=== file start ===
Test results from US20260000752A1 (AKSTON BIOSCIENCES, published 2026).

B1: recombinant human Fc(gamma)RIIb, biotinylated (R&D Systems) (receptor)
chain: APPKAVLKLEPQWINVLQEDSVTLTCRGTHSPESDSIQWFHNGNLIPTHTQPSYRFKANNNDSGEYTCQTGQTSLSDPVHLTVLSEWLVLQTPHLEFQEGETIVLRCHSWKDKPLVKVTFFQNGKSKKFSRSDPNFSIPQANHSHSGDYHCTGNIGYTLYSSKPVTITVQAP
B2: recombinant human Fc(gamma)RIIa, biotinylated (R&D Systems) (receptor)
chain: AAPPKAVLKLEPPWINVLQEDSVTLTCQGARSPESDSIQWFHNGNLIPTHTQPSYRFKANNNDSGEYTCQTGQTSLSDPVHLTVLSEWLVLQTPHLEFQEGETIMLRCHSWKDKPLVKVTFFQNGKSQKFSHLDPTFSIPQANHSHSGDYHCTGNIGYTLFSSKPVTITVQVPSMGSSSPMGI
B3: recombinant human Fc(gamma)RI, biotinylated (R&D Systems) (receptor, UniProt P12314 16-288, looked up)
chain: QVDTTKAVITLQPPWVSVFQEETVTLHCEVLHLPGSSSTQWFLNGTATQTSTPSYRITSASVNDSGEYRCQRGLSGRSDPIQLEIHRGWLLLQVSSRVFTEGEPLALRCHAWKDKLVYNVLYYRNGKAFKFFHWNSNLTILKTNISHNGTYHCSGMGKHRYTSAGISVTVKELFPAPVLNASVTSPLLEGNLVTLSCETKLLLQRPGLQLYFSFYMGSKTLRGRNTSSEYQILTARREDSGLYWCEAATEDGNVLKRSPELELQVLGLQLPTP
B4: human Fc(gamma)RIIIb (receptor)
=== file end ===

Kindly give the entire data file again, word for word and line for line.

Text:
Test results from US20260000752A1 (AKSTON BIOSCIENCES, published 2026).

B1: recombinant human Fc(gamma)RIIb, biotinylated (R&D Systems) (receptor)
chain: APPKAVLKLEPQWINVLQEDSVTLTCRGTHSPESDSIQWFHNGNLIPTHTQPSYRFKANNNDSGEYTCQTGQTSLSDPVHLTVLSEWLVLQTPHLEFQEGETIVLRCHSWKDKPLVKVTFFQNGKSKKFSRSDPNFSIPQANHSHSGDYHCTGNIGYTLYSSKPVTITVQAP
B2: recombinant human Fc(gamma)RIIa, biotinylated (R&D Systems) (receptor)
chain: AAPPKAVLKLEPPWINVLQEDSVTLTCQGARSPESDSIQWFHNGNLIPTHTQPSYRFKANNNDSGEYTCQTGQTSLSDPVHLTVLSEWLVLQTPHLEFQEGETIMLRCHSWKDKPLVKVTFFQNGKSQKFSHLDPTFSIPQANHSHSGDYHCTGNIGYTLFSSKPVTITVQVPSMGSSSPMGI
B3: recombinant human Fc(gamma)RI, biotinylated (R&D Systems) (receptor, UniProt P12314 16-288, looked up)
chain: QVDTTKAVITLQPPWVSVFQEETVTLHCEVLHLPGSSSTQWFLNGTATQTSTPSYRITSASVNDSGEYRCQRGLSGRSDPIQLEIHRGWLLLQVSSRVFTEGEPLALRCHAWKDKLVYNVLYYRNGKAFKFFHWNSNLTILKTNISHNGTYHCSGMGKHRYTSAGISVTVKELFPAPVLNASVTSPLLEGNLVTLSCETKLLLQRPGLQLYFSFYMGSKTLRGRNTSSEYQILTARREDSGLYWCEAATEDGNVLKRSPELELQVLGLQLPTP
B4: human Fc(gamma)RIIIb (receptor)